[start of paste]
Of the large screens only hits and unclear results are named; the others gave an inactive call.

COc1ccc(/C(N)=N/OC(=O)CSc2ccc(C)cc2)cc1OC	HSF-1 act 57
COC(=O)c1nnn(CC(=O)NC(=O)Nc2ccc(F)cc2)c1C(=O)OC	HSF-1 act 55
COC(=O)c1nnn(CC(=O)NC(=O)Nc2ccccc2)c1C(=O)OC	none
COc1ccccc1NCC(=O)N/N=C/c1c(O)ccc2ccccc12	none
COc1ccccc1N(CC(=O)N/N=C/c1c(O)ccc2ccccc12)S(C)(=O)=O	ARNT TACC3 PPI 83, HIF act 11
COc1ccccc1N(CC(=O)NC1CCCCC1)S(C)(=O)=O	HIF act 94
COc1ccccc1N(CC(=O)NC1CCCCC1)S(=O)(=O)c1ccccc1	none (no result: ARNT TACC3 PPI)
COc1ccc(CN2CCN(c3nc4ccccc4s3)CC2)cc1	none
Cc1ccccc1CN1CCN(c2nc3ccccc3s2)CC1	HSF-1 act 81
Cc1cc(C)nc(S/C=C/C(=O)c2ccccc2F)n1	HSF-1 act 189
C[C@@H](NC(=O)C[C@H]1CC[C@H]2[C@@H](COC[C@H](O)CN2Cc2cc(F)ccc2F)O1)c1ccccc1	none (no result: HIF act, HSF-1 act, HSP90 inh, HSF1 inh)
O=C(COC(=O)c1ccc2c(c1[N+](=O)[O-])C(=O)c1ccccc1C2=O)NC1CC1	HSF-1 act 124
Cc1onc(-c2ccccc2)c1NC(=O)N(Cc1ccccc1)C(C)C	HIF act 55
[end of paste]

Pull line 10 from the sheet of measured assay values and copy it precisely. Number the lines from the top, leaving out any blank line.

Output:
Cc1ccccc1CN1CCN(c2nc3ccccc3s2)CC1	HSF-1 act 81